Portraits of Wildflowers

Perspectives on Nature Photography

Broomweed and gayfeather

with 22 comments

Broomweed Flower Heads by Liatris Flower Spike 7110

In Austin and the surrounding area from late summer through early autumn it’s common to see broomweed (Amphiachyris dracunculoides) and gayfeather (Liatris mucronata) growing together. Here’s proof of that convivience* from the Meister Lane cul-de-sac in southeastern Round Rock on the first day in October. Intentionally, almost nothing is in focus beyond the one wee broomweed flower head: how moody, how artsy this botany.

——

* You probably won’t find convivience in an English dictionary. I think my mind carried the word over from Spanish convivencia or French convivance, a noun that means ‘living together.’ After I wrote the word convivience I searched online to see if anyone else has used that English form, and at a website about Islamic design in Andalucía I found this: “Convivience refers to a peace that existed in medieval Islamic Spain when Christians, Muslims and Jews coexisted in Andalucia without conflict and with an apparent appreciation for and tolerance of unique cultural expressions.” Downright convivial, wouldn’t you say?

© 2015 Steven Schwartzman

Written by Steve Schwartzman

October 13, 2015 at 4:46 AM

22 Responses

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  1. Your choice of selective focus works a treat here and the color combination is lovely.

    Steve Gingold

    October 13, 2015 at 5:14 AM

    • That little broomweed flower head was pretty far forward of the gayfeather, and it wouldn’t have been easy to get them both in focus, so I accepted with the way things were configured and went for selective focus. In fact I aimed at an angle so that the gayfeather would be less and less in focus from top to bottom.

      Steve Schwartzman

      October 13, 2015 at 7:18 AM

  2. I think we could do with more convivience these days. Perhaps we could make a start by wearing this amazing purple feather boa?
    Jude 😀

    Heyjude

    October 13, 2015 at 6:35 AM

    • Now we’re all waiting for you to transfer this amazing purple feather boa to fabric, put it on, and show us a picture of yourself wearing it. That, too, would be convivial.

      Steve Schwartzman

      October 13, 2015 at 7:20 AM

  3. “…coexisted … without conflict and with an apparent appreciation for and tolerance of unique cultural expressions.”

    Seems like a good thing to encourage in this world of ours.

    Jim in IA

    October 13, 2015 at 7:28 AM

  4. I love that definition – we could do with a lot more convivience around the globe!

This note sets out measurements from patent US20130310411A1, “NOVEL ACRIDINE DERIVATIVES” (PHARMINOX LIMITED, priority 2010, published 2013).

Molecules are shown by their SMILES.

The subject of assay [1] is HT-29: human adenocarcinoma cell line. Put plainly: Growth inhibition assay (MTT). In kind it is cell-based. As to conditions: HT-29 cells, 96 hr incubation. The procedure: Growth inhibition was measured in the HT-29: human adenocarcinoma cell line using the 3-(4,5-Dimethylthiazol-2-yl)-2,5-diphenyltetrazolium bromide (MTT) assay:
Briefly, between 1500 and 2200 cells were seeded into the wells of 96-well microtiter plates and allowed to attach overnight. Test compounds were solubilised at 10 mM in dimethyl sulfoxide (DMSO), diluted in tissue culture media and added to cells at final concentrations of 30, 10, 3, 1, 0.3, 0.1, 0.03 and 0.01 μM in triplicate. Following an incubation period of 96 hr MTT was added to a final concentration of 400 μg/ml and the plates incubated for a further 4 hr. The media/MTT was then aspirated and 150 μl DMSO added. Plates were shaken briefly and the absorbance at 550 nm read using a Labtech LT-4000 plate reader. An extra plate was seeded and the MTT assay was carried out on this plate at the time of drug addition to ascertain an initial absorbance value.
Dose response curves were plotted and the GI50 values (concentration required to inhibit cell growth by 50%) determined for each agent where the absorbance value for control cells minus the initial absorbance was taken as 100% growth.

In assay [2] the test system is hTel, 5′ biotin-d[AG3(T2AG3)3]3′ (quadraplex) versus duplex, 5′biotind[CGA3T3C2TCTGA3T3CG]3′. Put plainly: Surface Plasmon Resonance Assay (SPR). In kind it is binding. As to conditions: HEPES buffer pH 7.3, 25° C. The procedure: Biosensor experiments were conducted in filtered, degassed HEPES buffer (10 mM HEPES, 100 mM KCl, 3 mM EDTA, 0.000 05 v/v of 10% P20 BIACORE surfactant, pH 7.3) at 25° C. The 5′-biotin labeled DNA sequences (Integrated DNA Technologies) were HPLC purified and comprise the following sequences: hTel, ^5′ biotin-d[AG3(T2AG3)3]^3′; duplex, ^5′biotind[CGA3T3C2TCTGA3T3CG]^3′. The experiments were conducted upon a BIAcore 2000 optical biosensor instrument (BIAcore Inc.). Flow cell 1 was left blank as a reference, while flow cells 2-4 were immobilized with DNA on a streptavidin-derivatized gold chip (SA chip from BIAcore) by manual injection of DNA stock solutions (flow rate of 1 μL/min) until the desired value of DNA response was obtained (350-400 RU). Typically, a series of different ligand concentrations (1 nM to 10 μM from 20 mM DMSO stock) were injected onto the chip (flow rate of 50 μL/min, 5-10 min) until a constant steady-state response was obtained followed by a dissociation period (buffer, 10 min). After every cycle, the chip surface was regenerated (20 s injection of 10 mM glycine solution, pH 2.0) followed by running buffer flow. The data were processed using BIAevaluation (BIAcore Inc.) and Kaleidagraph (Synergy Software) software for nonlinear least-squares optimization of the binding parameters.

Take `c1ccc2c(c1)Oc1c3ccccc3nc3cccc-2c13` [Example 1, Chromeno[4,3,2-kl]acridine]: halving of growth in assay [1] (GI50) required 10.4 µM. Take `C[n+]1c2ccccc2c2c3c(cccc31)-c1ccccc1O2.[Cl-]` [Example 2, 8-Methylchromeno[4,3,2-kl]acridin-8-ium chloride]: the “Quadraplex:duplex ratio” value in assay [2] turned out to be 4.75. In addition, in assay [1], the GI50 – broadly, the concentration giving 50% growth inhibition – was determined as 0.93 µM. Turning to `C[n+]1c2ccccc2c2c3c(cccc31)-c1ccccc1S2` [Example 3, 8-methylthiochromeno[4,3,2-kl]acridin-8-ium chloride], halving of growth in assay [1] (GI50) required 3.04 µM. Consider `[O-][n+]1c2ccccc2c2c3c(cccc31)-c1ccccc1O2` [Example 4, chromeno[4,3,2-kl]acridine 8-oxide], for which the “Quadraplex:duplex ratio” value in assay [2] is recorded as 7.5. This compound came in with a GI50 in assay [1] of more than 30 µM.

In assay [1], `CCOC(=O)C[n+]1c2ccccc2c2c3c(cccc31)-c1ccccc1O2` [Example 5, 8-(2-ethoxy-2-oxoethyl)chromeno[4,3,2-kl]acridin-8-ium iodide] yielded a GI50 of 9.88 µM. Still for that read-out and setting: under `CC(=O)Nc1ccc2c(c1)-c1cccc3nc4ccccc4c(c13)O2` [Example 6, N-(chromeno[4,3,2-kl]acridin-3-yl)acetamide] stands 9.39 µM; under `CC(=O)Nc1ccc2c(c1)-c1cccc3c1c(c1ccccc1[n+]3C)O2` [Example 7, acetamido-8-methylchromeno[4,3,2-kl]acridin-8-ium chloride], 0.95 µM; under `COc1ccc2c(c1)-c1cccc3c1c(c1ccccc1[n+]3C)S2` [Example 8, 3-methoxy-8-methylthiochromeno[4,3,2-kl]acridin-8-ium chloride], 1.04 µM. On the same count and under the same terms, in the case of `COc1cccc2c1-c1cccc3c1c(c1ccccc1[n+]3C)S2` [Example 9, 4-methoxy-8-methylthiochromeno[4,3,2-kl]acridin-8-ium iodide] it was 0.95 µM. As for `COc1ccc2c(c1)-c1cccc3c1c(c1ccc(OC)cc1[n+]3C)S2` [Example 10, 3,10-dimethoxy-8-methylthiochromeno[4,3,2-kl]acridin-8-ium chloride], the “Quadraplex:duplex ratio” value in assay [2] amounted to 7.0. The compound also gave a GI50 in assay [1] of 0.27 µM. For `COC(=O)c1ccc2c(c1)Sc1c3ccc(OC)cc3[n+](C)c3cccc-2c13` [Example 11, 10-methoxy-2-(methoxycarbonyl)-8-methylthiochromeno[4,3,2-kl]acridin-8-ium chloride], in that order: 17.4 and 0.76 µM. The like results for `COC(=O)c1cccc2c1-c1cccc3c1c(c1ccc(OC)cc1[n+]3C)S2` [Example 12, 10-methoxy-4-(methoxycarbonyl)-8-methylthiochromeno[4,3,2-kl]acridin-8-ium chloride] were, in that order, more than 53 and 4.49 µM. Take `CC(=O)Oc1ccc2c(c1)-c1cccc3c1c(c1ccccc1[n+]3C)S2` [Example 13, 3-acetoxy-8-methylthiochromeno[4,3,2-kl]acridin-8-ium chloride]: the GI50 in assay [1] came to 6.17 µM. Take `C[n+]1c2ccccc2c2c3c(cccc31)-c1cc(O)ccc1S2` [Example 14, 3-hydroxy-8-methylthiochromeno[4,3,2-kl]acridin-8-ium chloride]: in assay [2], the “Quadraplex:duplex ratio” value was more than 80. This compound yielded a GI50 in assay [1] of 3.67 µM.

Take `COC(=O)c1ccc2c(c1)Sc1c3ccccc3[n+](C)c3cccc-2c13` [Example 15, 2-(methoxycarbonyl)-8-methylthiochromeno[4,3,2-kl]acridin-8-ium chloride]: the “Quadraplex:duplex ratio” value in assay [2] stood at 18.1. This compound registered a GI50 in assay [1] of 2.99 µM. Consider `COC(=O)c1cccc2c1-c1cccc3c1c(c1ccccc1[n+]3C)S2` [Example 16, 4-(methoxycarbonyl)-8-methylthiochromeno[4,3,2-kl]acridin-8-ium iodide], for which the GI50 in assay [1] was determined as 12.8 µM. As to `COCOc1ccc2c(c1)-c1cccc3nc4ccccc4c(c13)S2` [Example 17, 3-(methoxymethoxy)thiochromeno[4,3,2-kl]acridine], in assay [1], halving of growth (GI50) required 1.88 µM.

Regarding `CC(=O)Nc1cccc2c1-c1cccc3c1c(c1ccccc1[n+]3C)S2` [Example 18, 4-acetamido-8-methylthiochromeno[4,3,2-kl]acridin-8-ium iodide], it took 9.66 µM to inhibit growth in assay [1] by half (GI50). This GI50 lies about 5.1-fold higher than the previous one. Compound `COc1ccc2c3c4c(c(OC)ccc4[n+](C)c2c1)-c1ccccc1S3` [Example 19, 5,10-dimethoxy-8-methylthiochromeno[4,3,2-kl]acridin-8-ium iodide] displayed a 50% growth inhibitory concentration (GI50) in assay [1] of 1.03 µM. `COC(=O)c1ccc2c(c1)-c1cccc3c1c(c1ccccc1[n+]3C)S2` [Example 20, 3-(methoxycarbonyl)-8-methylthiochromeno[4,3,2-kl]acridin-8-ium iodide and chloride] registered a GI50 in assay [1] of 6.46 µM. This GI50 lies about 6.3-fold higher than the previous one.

Cathy

    October 13, 2015 at 12:45 PM

  5. Preciosa imagen de las dos flores desarrollándose juntas. Y original.
    ¡Saludos!

    • Entre más fotos tomo, más difícil es tomar fotos originales, pero sigo haciendo el esfuerzo..

      Steve Schwartzman

      October 13, 2015 at 4:01 PM

  6. Very nice control!

    montucky

    October 13, 2015 at 8:31 PM

  7. Great image with the selective focus working beautifully; and the fact that the Spanish word came to you naturally means there are many more words that both lamguages share.

    Maria F.

    October 13, 2015 at 10:37 PM

    • Thanks, Maria. Selective focus can be an effective technique.

      And yes, Spanish and English share thousands of words, something that helps a speaker of one learn the other.

      Steve Schwartzman

      October 13, 2015 at 10:42 PM

  8. What a wonderful word, convivience, and an even more wonderful concept.

    theresagreen

    October 15, 2015 at 5:37 AM

  9. It’s interesting that words I used to hear often — convivial, and conviviality — seem to be disappearing. I always associated them with time spent in pleasant company: perhaps carrying on something called a “conversation.” Lo and behold, there’s a tiny bit of proof of their loss here. Strangely (or not), I found myself thinking about Haidt’s “The Righteous Mind,” and the possibility that a little conviviality could bridge a lot of gaps.

    Now I know another photographic term, too: selective focus. I can manage an in-focus flower with a blurred background, but this is something else. And of course, I’m still determined to find some of that elegant liatris: if not this year, then next.

    shoreacres

    October 15, 2015 at 7:12 AM

    • Not till you provided that link did I realize that those words are used less often now. I find it curious that convivial has undergone a significantly greater percent of decline than the longer conviviality has. Maybe you can do your part toward a revival by writing a post on the theme of conviviality.

      When it comes to selective focus, our eyes do it all the time, but our brain usually keeps our conscious mind from being aware of it by creating the illusion that everything is always in focus (unless eye problems give evidence to the contrary). The selective focus in this photograph is different because of the angle of the Liatris, which caused decreasing amounts of sharpness toward the bottom.

      Steve Schwartzman

      October 15, 2015 at 8:04 AM

  10. I love how plants of contrasting colors pair up in nature. Here in the fall, we get purple loosestrife and goldenrod, though I understand this pairing is a problem when growing where it doesn’t belong. Indeed, does loosestrife “belong” anywhere?

    Susan Scheid

    October 17, 2015 at 12:11 PM


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